Judge Christopher Kulik hopes his wedding weekend will include young Swedish maids.
Shut up and sing!
Even though its template has been seen many times before, The Wedding Weekend left a smile on my face. Sort of a low-budget variation on the The Big Chill and Peter's Friends, writer-producer-director Bruce (MADtv) Leddy's feature debut isn't exactly the return of the Secaucus Seven. Nevertheless, this is a dandy little comedy if you forgive its familiar trappings and catch it in the right frame of mind.
It's only fresh when it's taken as one of the first entries in the newly coined "bromance" genre. Yet, it's got a winning cast which also includes some sharp, talented women. Originally titled Shut Up And Sing, Leddy was forced to re-title the film in the wake of the Dixie Chicks documentary of the same name hitting theaters. Now the film comes to DVD courtesy of First Look Studios.
A chorus of male friends are reuniting after their last performance in high school a decade ago. The primary focus is placed on David (David Harbour, Revolutionary Road), who's scared at the prospect of reaching his mid-30s with an extremely receding hair line. When old school chum Greg (Mark Feuerstein, In Her Shoes announces his intention to marry, David enlists their old chorus to come to sing at the wedding. As a precursor, a party will be hosted by the swingin' Spooner (Chris Bowers, Cleansing) on his Long Island retreat to celebrate the union. Conversation, drinking, revelations, skinny-dipping, and, of course, singing will mark the weekend before Greg's honeymoon.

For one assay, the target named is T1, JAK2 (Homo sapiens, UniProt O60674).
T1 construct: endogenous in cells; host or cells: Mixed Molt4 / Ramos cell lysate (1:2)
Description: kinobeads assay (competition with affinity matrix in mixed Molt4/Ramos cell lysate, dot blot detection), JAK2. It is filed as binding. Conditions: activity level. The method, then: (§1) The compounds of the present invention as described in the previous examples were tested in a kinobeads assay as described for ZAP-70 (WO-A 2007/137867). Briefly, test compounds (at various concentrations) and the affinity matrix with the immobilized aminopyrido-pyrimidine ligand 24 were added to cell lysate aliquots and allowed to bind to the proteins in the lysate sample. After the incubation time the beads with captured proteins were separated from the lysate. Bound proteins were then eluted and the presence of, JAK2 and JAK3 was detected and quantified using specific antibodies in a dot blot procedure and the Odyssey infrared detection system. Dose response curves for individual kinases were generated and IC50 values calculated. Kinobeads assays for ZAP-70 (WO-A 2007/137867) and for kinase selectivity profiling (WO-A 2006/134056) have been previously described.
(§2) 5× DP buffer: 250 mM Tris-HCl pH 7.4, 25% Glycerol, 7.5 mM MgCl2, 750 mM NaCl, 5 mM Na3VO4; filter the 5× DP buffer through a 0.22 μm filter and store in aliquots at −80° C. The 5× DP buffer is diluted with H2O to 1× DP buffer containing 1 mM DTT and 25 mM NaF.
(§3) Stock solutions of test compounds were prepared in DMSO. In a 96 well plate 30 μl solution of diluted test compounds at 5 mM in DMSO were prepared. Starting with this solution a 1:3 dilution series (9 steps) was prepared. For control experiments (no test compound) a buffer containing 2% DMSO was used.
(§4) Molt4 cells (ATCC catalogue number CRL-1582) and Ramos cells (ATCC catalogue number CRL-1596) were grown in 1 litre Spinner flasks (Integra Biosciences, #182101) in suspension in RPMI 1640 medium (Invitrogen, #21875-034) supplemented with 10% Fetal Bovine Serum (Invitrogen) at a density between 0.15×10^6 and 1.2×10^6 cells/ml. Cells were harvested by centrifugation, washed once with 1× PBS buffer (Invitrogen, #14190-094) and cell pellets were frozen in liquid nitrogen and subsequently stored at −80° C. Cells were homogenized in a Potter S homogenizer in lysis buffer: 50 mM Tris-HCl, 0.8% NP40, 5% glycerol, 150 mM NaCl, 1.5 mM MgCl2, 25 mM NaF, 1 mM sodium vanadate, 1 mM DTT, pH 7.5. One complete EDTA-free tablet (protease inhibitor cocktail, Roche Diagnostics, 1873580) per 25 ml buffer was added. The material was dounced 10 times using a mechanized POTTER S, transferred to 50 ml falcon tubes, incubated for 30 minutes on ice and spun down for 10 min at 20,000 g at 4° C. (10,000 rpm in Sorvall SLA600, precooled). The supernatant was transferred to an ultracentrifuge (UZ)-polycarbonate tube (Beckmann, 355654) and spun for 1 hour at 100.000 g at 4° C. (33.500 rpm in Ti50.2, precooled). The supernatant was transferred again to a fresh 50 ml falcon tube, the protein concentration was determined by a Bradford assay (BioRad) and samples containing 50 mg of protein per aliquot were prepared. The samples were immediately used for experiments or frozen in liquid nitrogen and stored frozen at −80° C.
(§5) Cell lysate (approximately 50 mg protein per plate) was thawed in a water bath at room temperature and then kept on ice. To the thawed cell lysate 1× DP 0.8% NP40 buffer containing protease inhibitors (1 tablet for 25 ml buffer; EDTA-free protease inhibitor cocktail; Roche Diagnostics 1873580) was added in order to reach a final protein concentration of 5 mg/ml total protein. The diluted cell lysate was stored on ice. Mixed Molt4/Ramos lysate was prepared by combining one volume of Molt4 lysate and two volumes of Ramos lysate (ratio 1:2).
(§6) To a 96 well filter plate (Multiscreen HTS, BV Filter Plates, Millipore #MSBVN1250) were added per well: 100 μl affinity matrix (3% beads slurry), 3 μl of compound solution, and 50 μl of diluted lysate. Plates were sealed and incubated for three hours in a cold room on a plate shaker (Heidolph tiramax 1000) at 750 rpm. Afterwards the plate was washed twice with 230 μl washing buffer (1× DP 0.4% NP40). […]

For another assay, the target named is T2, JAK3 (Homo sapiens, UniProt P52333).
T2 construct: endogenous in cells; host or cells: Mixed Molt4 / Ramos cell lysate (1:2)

A modest indie with a cast going out of their way to overcome a rather flat script, The Wedding Weekend has just enough spice to make it watchable. I could sense some improvisation going on in the scenes where the actors appeared relaxed. At times, Leddy strives too much for Woody Allen, often relying on unspectacular observations rather than the ring of truth. The dialogue (much of it concerning aging and sex) is frank and delivered well, but at times it feels too theatrical for its own good. Aside from the cast, the lovely photography is a virtue, as is a zippy pace which avoids raw drama as much as possible. The Wedding Weekend is a pleasant-enough watch; it just lacks a more truthful bite to really make it memorable.
The lack of big-name stars may put some casual viewers off, but it shouldn't. Harbour is really coming into his own as a fine actor, recently appearing in not only Revolutionary Road but also Quantum Of Solace. And Bowers nearly steals the film as the happy-go-lucky pal who's only concerned in keeping harmony within the group. Camilla Thorsson is in full Shannon Elizabeth-mode as a sexy Swedish maid who tantalizes all the men. But it's really SNL-alum Molly Shannon (Superstar) who brings some great comic relief to the table as a sex-starved women unhappily married to a loutish Republican who's about to go insane.
First Look Studios brings The Wedding Weekend to DVD with middling results. The 1.78:1 Widescreen print is clean but lacks depth and detail, considering the lovely locations. The English 5.1 Surround sound track is acceptable, but also rather unnecessary considering all the dialogue and the lack of music. English SDH and Spanish subtitles are included, but no extras of any kind. It's too bad, as a commentary track by Liddy would have been nice.
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Scales of Justice
Studio: First Look Pictures
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